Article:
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FOOD POLICY


set-up for such a change, there’s a risk we’re putting a big burden on operators that aren’t. For those that don’t have the resources it will be a huge amount of work,” he says while also acknowledging how it presents challenges around keeping menus refreshed and innovative. On the plus-side, Edwards agrees it could help inform consumer choices. “A lot of dishes we eat out are heavily laden with fat, salt and sugar that we don’t know about – some of the taste experiences we love the most come from foods that are high in those three ingredients, so it will be educational from that point of view,” he says.


But while calorie counting is a


manageable entry point for many people, it doesn’t off er a holistic nutritional picture. He advocates for a better understanding of nutrients over calories to devise healthy menus. “It’s about the individual body’s nutrition [and eating] the correct amounts of fruits and vegetables, roughage, high-fat


foods, protein, etc. We should look more at nutrients that are good for boosting certain parts of your body’s function – we don’t see enough of that,” Edwards explains.


Innovating healthy options As public awareness campaigns build momentum around healthy eating, Edwards is confi dent there will be increasing opportunities for operators to innovate and capitalize on nutritious menus. Working with chefs to off er


healthy eating and special diets training, he sees it as a chance for them to show off their skills by presenting signature dishes as low-FSS options. “Lots of the fl avors we love are based on adding that knob of butter or lots of salt, but chefs with the know-how can cook in a way so that meals off er fewer calories, but with all the taste and enjoyment,” Edwards says. “We can experiment with healthy and nutrient-rich produce to reformulate a traditional menu and present a dish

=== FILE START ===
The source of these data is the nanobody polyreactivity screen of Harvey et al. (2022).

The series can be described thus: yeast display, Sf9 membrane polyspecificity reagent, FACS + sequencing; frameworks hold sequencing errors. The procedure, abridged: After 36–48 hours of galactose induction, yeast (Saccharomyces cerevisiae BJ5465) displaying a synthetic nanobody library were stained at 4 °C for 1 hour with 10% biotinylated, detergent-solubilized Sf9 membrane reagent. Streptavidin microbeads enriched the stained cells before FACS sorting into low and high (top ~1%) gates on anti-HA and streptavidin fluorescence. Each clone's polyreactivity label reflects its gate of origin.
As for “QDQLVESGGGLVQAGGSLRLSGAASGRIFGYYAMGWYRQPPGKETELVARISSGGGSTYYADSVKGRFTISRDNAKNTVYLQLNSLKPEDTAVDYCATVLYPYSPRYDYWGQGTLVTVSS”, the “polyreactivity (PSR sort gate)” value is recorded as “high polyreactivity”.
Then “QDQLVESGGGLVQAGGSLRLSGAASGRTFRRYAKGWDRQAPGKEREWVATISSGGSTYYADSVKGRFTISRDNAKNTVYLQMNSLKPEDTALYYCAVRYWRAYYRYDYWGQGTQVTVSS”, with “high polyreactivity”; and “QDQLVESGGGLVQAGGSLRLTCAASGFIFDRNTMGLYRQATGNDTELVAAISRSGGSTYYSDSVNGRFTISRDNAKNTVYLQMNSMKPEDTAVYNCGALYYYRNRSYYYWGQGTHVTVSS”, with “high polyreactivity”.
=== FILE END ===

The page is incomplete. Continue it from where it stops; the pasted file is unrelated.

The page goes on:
“Lots of the flavors we love are based on adding that knob of butter or lots of salt, but chefs with the know-how can cook in a way so that meals offer fewer calories, but with all the taste and enjoyment”


that once had 3,000 calories as a 1,000-calorie option.”


In landscapes where the term


‘healthy option’ often doesn’t draw mass appeal, such as schools, the challenge comes down to marketing – for which operators will need to think outside the box and learn lessons from one another. Taking one of his recent projects as an example, Edwards explains: “We’ve been involved with a caterer with great brand concepts in a high-school, serving up high-quality, scratch- cooked mains using fresh produce, but the presentation was bland.” To add market appeal, they drew inspiration from street food markets to rebrand the dishes as a fresh and exciting option. “Street food markets are based on rustic, unusual, enticing foods packaged in a novel way. So, what we’ve done is taken what appears to be a ‘boring healthy option’ and presented it as something exciting from a taste, texture and style point of view – as the premium product.” Edwards is confi dent that foodservice can help create a healthier nation. “This could be a tipping point in UK food attitudes by bringing everybody together. Before you’d have a big emphasis on health in school or hospital food, the next stage is to do it as a nation – and I think we’re closer to that now. We’re more knowledgeable than we’ve ever been.”


For more go to fcsi.org 129


GETTY IMAGES


EAME


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